David Airey mentions seven standards in his book “Logo Design Love” for well-designed logos. One of those is to avoid trends, which make logos and graphics look dated in a relatively short time period. But that runs counter to the inclination of many web and graphic designers. Given the particular application of a design, and the purpose and information to be conveyed, a design that implements the latest trends may give the reader or viewer the sense that the information is fresh and up-to-date.
What’s a web designer to do?
One reason many graphic designers avoided web design for so long is because the desired effect couldn’t be achieved in the same manner as traditional print. Paper (static and trustworthy) did not move your text in unpredictable ways or wrap it awkwardly around an image. In short, designers can be control freaks and the idea of not completely controlling the look of a design was unsettling.
When designers did begin to venture into the realm of the screen, typography was still an issue. With advances in CSS and devices that are more versatile, screen graphics have been playing catch-up in a major way. Frank Cao’s article “The future of typography in web design” on The Next Web site delves into this change, highlighting how web type is now more reflective of type used in print. While this is liberating for designers, it could be a potential accessibility nightmare, depending on what assistive technology users employ. One example shown in the article has delicately thin typeface, almost imperceptible. It looks very “designerly”, but it could only be used effectively with certain audiences.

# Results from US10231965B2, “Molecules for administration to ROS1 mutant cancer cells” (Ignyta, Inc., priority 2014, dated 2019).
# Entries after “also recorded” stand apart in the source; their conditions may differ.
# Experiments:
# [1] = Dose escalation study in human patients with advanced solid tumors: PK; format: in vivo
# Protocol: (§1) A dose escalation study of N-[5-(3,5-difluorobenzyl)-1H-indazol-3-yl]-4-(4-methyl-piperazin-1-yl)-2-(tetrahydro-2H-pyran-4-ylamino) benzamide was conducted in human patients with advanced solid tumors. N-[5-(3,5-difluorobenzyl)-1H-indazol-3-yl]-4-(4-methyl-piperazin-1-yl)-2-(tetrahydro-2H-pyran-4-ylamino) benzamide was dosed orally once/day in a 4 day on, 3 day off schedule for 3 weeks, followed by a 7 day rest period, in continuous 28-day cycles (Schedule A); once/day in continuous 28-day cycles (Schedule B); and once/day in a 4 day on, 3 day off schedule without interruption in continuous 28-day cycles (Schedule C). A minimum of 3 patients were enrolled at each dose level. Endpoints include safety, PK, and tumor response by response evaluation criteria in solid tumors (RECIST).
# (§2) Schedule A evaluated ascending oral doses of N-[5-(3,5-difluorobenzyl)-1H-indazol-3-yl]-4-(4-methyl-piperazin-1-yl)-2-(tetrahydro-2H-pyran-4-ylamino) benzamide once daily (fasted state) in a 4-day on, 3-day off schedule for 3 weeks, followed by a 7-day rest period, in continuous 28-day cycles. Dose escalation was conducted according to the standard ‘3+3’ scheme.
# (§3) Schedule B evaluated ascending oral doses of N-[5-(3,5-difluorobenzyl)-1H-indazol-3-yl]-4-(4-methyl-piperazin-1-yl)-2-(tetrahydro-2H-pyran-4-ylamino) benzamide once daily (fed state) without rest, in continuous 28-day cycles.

Some of the other trends mentioned in the article, such as text over images and customized typefaces, lend a certain craftsmanship to the site’s design and are visually appealing. Using a font, versus a graphic containing the text, decreases load times, potential for broken links, and various other benefits.
The future is here. It’s scalable, incorporates style, and has a flourish!